Some victims may not even know why they hurt. An Indiana journalist remembers thinking her wrist hurt because she popped the tops off seven cans of Diet Coke a day. She cut back on soda, but it didn’t help. A former San Francisco discount stockbroker says she thought her sore neck and tingling arms were a result of aging. “I was starting to think I was too old to do the job,” she says.
As for Perez, “I had fallen down a couple of times and (doctors) suspected a fracture in my right hand.” She filed for workers’ compensation after an orthopedist diagnosed carpal tunnel syndrome and told her it was work-related.
MEASURES HAVE been passed in at least nine states to regulate computer work. In California, purchasing guidelines for workstations have been adopted for state government, university and community college employees. The state Division of Occupational Safety and Health is studying whether to impose computer work rules on all workers.
At the same time, Assemblyman Tom Hayden says he and colleague Tom Bates will try this year to get computeritis laws passed statewide.
Such a law was enacted last June in Suffolk County, N.Y. It requires a 15-minute break for employees every three hours, employee education and specifications for new work furniture.
Those solutions sound simple, but they involve fundamental changes in the way employees approach their work--and they can be expensive. Consequently, says Laura Stock, of the Labor Occupational Health Program at the University of California, Berkeley: “It’s a political battle more than a scientific one. It’s a labor-management struggle. Will companies do what’s needed on their own?”
She doesn’t think so. “That gap between what we know and agree upon, and what’s actually in practice in the workplace is still there,” Stock says.
On the other hand, Columbia University professor Alan F. Westin believes that most offices are trying voluntarily to defuse the potential for harm. Westin studied the way 110 companies dealt with computer technology, surveying each firm between 1982 and summer, 1985, and between fall, 1985, and 1986. The first time, 75% failed to display much interest in the potential health hazards posed by computer work. The second time, more than 60% were taking steps to minimize the problems, steps “that might not satisfy the critics,” Westin says, but that included distributing literature about computeritis and education about exercises and stretching.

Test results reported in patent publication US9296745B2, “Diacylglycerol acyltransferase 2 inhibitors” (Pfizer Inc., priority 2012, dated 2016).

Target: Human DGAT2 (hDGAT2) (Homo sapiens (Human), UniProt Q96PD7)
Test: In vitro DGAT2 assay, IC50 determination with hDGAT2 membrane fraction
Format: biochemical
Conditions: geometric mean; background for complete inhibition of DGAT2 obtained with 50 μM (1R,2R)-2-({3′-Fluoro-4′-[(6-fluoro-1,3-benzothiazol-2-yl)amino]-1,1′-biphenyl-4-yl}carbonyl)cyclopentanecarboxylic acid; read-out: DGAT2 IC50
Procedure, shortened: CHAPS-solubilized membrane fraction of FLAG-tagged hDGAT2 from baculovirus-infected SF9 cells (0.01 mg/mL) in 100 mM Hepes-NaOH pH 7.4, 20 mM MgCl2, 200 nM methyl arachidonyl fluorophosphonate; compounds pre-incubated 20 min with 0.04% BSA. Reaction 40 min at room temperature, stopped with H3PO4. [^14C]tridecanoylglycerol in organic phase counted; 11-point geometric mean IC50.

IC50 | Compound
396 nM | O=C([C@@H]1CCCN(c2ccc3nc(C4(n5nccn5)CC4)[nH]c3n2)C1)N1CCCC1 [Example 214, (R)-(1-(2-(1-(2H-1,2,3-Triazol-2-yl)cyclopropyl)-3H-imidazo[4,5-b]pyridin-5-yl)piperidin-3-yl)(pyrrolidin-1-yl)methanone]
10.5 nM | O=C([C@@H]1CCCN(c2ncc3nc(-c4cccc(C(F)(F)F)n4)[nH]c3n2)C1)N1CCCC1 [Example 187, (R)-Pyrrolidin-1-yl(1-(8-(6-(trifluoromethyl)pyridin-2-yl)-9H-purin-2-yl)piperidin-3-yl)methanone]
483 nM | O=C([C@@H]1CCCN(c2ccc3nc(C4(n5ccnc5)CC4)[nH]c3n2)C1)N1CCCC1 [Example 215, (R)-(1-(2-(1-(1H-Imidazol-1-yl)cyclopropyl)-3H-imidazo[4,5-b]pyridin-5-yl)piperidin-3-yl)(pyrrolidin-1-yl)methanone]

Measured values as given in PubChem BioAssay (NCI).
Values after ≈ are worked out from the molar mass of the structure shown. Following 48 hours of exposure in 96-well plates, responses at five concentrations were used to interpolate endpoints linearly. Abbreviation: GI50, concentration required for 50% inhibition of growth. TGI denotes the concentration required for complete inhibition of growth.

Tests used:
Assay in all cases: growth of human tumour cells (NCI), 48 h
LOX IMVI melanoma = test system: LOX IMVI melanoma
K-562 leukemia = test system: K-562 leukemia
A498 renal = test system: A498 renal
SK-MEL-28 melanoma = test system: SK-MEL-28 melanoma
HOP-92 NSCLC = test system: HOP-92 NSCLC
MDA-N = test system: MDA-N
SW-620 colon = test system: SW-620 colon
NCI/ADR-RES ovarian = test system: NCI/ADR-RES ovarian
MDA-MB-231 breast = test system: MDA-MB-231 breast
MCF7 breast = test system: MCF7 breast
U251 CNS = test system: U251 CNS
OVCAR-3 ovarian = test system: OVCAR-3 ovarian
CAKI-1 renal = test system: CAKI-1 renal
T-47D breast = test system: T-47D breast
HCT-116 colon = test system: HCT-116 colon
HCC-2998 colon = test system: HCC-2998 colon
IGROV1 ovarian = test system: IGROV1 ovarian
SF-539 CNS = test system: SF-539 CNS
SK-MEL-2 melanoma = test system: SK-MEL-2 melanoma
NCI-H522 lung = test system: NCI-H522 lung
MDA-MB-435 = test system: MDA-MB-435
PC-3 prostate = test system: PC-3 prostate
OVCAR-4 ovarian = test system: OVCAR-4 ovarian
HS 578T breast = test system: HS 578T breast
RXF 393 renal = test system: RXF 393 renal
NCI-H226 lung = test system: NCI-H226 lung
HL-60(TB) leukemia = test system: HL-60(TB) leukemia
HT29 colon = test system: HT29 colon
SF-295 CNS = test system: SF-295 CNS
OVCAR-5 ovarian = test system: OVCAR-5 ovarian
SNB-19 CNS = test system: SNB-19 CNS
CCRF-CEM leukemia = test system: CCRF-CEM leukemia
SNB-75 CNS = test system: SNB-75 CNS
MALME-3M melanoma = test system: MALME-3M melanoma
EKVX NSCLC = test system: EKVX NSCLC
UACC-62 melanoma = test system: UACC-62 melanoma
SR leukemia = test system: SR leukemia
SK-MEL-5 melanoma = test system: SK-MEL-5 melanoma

In some cases, however, the changes have come too late. Westin tells of a bank he surveyed, but chooses not to name, where half a dozen data processors in a department of 35 or 40 started blaming their computers and workstations for a range of aches and pains. Officials at the bank, “which had a reputation for having good employee relations,” Westin says, “drew the conclusion that it was the attitude or malingering of those six.”
Only after 12 of the data processors were disabled did the bank replace its rigid furniture with adjustable desks and chairs, spending $2.5 million.
The Times, too, is trying to quell its outbreak of computeritis. Newsroom employees are now required to watch a videotape demonstrating good workstation posture. They are given a brochure that urges them to take frequent breaks and describes equipment that can help prevent strain. The paper accommodates requests for adjustable chairs, shelves that lower keyboard height and personal computers with a lighter touch than the standard issue terminals. The Times is also experimenting with new keyboards and adjustable computer tables.
Michael G. Manfro, The Times’ safety director, says the pace has been slow because “it took a long time before everybody believed this was real.”
“They’ve been kind of inching along,” says Sanders, the ergonomist who serves as a Times consultant. “It’s unfortunate for the people that are in there, caught during the process.”